Coalition Monsters

Colin Kidd

  • BuyIn It Together: The Inside Story of the Coalition Government by Matthew D’Ancona
    Penguin, 414 pp, £25.00, October 2013, ISBN 978 0 670 91993 2

Common sense in British politics tends to be aligned with the wisdom of party managers: that the electorate abhors uncertainty, and is incapable of understanding either internal party divisions or Continental-style coalitions. Only very occasionally, when the whips are thwarted by force of circumstance, do the voters – and indeed a frustrated cadre of pragmatic and independent-minded politicians – escape the iron cage of partisan constraint. In early 1974 Britain seemed divided and ungovernable, with Ted Heath’s Conservative government blown off course by the miners’ strike. In the February election the voters returned an uncertain decision: Harold Wilson’s Labour Party took 301 seats on 11.7 million votes, Heath’s Tories got 297 seats on 11.9 million votes, and the Liberals led by Jeremy Thorpe found that their six million votes translated into 14 seats. The Liberals’ mini-revival suggested a solution to Heath’s predicament, and led him to enter into negotiations with Thorpe. The discussions failed, and Wilson took office at the head of a precarious single-party minority government, which seemed unlikely to endure. One electoral campaign seeped into the next, and in the high summer of 1974 holidaymakers were treated to the surreal sight of Thorpe’s tour of South-West England’s beaches in a hovercraft, from whose running board, wearing a trilby and a three-piece suit, he would address the trunked and bikinied masses.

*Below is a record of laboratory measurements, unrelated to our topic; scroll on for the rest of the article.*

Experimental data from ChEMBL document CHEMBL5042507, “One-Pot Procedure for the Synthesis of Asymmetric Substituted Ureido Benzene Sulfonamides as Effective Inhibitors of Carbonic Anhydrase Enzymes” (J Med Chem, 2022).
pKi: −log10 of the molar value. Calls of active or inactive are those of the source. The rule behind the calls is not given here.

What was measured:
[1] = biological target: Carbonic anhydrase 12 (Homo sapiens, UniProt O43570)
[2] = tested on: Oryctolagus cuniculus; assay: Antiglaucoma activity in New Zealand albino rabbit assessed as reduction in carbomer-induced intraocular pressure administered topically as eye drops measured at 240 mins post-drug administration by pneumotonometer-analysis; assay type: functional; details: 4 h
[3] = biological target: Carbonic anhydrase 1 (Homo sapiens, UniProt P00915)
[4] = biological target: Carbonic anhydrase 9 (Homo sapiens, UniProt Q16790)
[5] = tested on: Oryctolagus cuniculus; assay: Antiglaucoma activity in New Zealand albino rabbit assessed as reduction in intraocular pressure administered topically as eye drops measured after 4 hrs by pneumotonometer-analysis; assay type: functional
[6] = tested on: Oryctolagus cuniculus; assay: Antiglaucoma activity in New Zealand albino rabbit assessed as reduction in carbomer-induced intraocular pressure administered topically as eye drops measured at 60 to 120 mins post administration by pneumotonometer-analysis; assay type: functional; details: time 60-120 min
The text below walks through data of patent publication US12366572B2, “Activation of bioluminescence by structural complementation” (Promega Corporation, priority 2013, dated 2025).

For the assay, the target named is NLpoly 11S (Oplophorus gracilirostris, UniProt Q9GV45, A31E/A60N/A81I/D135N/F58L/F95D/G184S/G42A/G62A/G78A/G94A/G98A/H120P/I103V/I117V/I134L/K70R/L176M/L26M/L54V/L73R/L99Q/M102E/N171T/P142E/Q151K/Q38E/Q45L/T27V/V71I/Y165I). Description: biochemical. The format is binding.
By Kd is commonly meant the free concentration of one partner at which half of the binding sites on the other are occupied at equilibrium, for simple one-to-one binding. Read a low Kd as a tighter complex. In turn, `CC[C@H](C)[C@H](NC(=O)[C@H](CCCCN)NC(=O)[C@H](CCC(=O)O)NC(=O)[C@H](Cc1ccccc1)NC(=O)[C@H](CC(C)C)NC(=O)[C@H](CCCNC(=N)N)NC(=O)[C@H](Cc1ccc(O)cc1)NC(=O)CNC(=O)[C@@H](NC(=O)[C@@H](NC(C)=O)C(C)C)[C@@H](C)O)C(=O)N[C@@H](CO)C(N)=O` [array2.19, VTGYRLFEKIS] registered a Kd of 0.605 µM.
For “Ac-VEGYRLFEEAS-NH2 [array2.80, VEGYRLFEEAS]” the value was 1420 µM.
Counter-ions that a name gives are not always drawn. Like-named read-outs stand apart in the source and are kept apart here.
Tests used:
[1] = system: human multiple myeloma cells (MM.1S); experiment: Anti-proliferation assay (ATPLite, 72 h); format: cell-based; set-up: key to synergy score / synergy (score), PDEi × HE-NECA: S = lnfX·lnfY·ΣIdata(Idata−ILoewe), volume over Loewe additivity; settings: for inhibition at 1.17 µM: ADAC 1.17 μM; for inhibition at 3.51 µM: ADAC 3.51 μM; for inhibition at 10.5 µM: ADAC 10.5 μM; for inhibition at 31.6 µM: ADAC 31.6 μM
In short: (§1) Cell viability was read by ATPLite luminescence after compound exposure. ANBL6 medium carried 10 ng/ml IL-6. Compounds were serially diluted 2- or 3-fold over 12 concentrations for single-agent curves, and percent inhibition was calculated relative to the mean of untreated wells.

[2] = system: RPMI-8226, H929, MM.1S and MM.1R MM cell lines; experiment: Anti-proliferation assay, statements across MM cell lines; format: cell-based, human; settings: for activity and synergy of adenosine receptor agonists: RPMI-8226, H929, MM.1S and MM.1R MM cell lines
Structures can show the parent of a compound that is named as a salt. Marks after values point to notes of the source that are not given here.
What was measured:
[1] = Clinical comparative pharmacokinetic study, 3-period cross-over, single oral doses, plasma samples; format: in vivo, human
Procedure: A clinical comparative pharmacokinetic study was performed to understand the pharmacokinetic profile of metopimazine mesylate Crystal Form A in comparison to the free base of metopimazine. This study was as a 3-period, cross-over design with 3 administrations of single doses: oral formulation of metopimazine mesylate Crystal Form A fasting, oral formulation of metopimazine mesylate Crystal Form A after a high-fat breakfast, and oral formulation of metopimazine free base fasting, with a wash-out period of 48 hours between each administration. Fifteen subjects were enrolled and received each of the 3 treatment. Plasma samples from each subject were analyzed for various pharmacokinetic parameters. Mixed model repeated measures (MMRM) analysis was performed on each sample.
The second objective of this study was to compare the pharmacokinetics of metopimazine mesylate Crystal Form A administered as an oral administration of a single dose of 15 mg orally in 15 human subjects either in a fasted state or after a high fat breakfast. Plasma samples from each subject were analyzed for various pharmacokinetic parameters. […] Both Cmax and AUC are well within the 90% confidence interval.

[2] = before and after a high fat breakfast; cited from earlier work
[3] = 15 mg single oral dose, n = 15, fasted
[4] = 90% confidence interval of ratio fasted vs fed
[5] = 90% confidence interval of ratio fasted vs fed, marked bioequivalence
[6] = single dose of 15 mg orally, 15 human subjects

‘Britannia Roused, or the Coalition Monsters Destroyed’ by Thomas Rowlandson (1784).
‘Britannia Roused, or the Coalition Monsters Destroyed’ by Thomas Rowlandson (1784).